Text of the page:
Each year, hundreds of graduate-level health sciences students benefit from attending an innovative interprofessional education (IPE) forum focused on scleroderma in Albany, New York. The patient-centered IPE has become a model for provider education and is made possible by a partnership among the Steffens Scleroderma Foundation, Sage Colleges Health Sciences, Albany College of Pharmacy and Health Sciences, and Dr. Lee Shapiro’s Scleroderma Center at Albany Medical College.
The goals of the IPE are to reduce the time to diagnosis and improve the quality of care for scleroderma patients. Since scleroderma is a rare disease with variable symptoms that can potentially impact several different parts of the body (skin, lungs, vascular, gastrointestinal, kidney, and heart), it’s difficult to diagnoses and treat. The IPE provides an introduction to the disease with the hope that no patients are greeted with a blank stare when mentioning their diagnosis to a healthcare professional.
Photo credit: Tamara Hansen, The Sage Colleges, courtesy of Ruckert Advertising & Public Relations’ Facebook page
Each IPE includes students from five health-professional schools at Sage Colleges (occupational therapy, physical therapy, nursing, nutrition and psychology) and pharmacy students from the Albany College of Pharmacy—a total of about 200 students at each IPE. A unique feature of this IPE is the participation of about 30 patients with scleroderma. Each patient is assigned to a team of multi-discipline health professional students. The students and patients actively engage in an open conversation to understand the needs of the patient and the potential benefits of a discipline within the healthcare team.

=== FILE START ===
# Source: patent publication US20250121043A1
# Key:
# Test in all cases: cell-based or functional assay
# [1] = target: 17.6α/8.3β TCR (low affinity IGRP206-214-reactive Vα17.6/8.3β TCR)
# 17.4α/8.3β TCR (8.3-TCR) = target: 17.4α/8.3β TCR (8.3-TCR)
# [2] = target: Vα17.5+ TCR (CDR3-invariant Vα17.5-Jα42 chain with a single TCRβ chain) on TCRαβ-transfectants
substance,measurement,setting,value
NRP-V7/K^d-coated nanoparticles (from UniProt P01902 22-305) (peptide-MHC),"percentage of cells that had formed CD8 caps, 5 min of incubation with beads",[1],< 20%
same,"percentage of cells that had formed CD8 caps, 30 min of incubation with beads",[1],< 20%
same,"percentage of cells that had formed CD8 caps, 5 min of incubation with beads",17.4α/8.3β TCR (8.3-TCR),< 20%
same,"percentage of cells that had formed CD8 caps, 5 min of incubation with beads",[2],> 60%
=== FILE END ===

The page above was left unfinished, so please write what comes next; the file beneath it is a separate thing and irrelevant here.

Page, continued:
Additional elements of the IPE include a patient keynote speaker, an expert panel that fields student participant questions, and a panel of students who question the patient-keynote speaker, with their interview questions reviewed/critiqued by the coordinator of the Patient Simulation Program at Albany Medical College. The partnership presented its third Scleroderma IPE Forum on November 4, 2019 at The Albany College of Pharmacy and Health Sciences gymnasium. The feedback from both students and patient participants has been extremely positive.
The IPE is believed to be the first scleroderma educational experience of its kind that includes patient participation. There are about 45 Scleroderma Centers in the United States and there is interest in providing it as a “best practice" model that might be established at other centers.